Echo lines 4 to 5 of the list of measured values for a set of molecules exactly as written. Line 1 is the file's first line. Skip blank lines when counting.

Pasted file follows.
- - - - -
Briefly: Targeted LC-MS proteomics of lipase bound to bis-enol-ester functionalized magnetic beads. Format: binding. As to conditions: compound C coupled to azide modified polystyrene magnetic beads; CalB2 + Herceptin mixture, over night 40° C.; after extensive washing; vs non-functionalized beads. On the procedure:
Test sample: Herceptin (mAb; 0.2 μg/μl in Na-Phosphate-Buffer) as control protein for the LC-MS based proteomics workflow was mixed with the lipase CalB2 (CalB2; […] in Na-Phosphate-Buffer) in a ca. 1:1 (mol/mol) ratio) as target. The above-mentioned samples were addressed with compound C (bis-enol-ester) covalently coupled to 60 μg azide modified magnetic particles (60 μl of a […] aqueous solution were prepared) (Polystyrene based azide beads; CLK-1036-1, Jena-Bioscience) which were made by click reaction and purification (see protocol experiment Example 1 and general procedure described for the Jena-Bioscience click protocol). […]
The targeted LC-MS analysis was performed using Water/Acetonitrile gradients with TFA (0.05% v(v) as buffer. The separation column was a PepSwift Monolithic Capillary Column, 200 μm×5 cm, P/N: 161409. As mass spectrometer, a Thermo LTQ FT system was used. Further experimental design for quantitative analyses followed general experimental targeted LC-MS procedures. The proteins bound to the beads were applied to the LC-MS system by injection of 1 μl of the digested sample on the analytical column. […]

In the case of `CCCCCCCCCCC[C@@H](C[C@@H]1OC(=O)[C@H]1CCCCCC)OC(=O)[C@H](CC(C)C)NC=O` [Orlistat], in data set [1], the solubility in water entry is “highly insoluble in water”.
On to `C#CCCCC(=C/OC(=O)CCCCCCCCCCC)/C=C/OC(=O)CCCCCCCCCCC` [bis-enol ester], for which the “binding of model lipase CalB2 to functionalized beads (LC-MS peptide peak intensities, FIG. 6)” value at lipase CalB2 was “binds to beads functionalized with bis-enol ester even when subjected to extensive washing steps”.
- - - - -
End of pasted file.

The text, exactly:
In the case of `CCCCCCCCCCC[C@@H](C[C@@H]1OC(=O)[C@H]1CCCCCC)OC(=O)[C@H](CC(C)C)NC=O` [Orlistat], in data set [1], the solubility in water entry is “highly insoluble in water”.
On to `C#CCCCC(=C/OC(=O)CCCCCCCCCCC)/C=C/OC(=O)CCCCCCCCCCC` [bis-enol ester], for which the “binding of model lipase CalB2 to functionalized beads (LC-MS peptide peak intensities, FIG. 6)” value at lipase CalB2 was “binds to beads functionalized with bis-enol ester even when subjected to extensive washing steps”.